It’s always a little jarring to see an erect penis when you aren't expecting it. That explains why so much of what’s been written about Raf Simons’ runway show late last week at Pitti Uomo in Florence has been focused on one jacket in particular, which features a full frontal Robert Mapplethorpe photo on the back. Instantly after the show, and all through the weekend, that one item remained front and center for most Raf-related coverage. “Men’s Fashion Designers Are Just Putting Penises on Jackets Now,” read the headline at The Cut. GQ contributed, “Okay, So, Raf Simons Made a Jacket With a Boner On It.” Or, my personal favorite headline, from German fashion blog Stylebook: “WÜRDEN SIE DIESES PENIS-SHIRT TRAGEN?” We even published a helpful compendium of other notable fashion penises for you, inspired by Simons.
And it makes sense: You don’t slap a schlong on your jacket without expecting to get some sort of reaction (and reacting is what the Internet does best, after all). But, in some ways all the dong-centric coverage is a shame, because it threatens to overshadow the rest of the collection, that was just as interesting (if not more so) and full of the type of grail-worthy pieces Simons fans snatch up in droves. That the runway show took place amid hundreds of mannequins dressed in Raf Simons pieces from years past provided more context for how Simons has always been provocative, but never just for shock value alone. The inclusion of that specific photo—and all of the Mapplethorpe photos—is about more than just inciting a reaction.
Throughout his career, Simons has always been attracted to complicated ideas. You can see that through the way he pushes menswear forward—whether menswear is ready or not—in tangible ways like the introduction of his skinny suit or last season’s oversized sweaters. But, you can also see that by looking at what his collections are meant to represent. “His clothes then, and now, express something about the world in which we live,” Alexander Fury summed up perfectly in T Magazine earlier this year. “Their design evokes socioeconomic mores, notions of value and worth, complex codes of masculinity, youthful rebellion. They challenge the status quo, frequently championing the dispossessed.”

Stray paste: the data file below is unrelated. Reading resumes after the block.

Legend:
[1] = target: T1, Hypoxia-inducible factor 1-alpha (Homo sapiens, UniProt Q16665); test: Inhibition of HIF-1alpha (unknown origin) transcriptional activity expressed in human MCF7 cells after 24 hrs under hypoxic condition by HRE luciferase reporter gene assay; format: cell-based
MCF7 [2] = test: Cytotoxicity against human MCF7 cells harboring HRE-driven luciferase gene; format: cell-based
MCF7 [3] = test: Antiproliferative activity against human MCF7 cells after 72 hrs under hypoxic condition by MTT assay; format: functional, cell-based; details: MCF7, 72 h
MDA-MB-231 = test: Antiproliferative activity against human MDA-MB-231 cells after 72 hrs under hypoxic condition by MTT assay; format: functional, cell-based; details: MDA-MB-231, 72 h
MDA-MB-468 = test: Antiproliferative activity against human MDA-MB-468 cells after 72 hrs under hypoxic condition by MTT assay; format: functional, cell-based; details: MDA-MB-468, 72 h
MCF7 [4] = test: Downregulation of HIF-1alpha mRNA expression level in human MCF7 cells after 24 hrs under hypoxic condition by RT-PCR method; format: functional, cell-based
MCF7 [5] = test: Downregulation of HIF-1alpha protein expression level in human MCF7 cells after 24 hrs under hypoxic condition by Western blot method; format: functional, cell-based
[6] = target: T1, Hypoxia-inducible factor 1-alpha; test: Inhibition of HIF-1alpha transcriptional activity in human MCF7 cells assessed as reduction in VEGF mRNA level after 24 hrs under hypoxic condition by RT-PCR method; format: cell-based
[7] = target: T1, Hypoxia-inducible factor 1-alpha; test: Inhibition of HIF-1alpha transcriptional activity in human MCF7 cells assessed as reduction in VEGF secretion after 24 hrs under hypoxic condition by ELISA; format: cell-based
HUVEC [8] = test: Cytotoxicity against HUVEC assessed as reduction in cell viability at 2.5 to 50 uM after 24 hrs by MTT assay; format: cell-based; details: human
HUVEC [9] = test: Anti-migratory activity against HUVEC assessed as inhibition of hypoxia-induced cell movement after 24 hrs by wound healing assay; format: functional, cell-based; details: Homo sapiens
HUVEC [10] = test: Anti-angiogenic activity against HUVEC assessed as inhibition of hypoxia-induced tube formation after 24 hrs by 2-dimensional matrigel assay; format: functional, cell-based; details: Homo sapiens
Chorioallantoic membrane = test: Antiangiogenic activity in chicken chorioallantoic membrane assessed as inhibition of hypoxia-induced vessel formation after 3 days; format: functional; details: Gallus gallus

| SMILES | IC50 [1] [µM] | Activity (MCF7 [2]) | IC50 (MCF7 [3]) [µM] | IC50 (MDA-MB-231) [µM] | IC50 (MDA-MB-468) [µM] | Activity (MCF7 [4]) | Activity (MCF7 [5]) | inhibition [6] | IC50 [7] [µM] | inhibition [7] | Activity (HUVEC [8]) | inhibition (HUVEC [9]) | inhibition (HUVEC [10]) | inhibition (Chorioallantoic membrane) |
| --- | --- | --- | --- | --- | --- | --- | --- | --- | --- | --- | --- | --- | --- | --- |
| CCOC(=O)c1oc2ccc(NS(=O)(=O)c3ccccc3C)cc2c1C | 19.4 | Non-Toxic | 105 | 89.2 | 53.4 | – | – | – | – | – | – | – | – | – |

Simons has often turned to the art world to help him express those ideas, working with names like Sterling Ruby, David Sims, and Peter Saville. Mapplethorpe, maybe one of America’s most complicated photographers, dealt with some of those same concerns head-on—notably themes of rebellion and masculinity, definitely with an interest toward challenging the status quo. A few months ago, when the Mapplethorpe Foundation approached Simons with an offer to work together (the artist himself died in 1989), they gave him access to Mapplethorpe’s extensive body of work. Simons used a diverse assortment of photos in the collection. You can see Mapplethorpe's still lifes and portraits of musicians like Debbie Harry and Patti Smith.
But of course the portraits of men would be there, too; having a conversation about Mapplethorpe without talking about his male nudes would be like talking about Kanye West without mentioning his God complex, or Drake without acknowledging all of his feelings. It's an essential part of who he is as an artist, a vital component of what makes him notable. That those photos relate to Simons' own body of work in such a clear way make the partnership all the more fitting. Nobody challenges the status quo, champions outsiders, or raises questions about masculinity with their art like a photographer who sent 100 U.S. Congressmen into a blind rage with a museum exhibit featuring S&M-themed images.
That S&M theme was there in Simon's show, too, by the way, with models in leather hats and collars. There was also a shirt with a photo of a topless woman that no one seemed to notice and some fairly sexual close-ups of flowers and statues. But you'd need to look beyond the wang to get to that cohesive statement.
Simons isn't too interested in talking about where those gasp-inducing penis shirts fit in—he famously designed a jacket with a message declaring his archives "no longer relevant" in 2015, and told W Magazine that he doesn't care about explaining and analyzing what he does. Somebody else can unpack why a penis photo still elicits the response it does, but, coming from an artist like Simons, the inclusion of a Mapplethorpe penis photo shouldn't have been so shocking at all.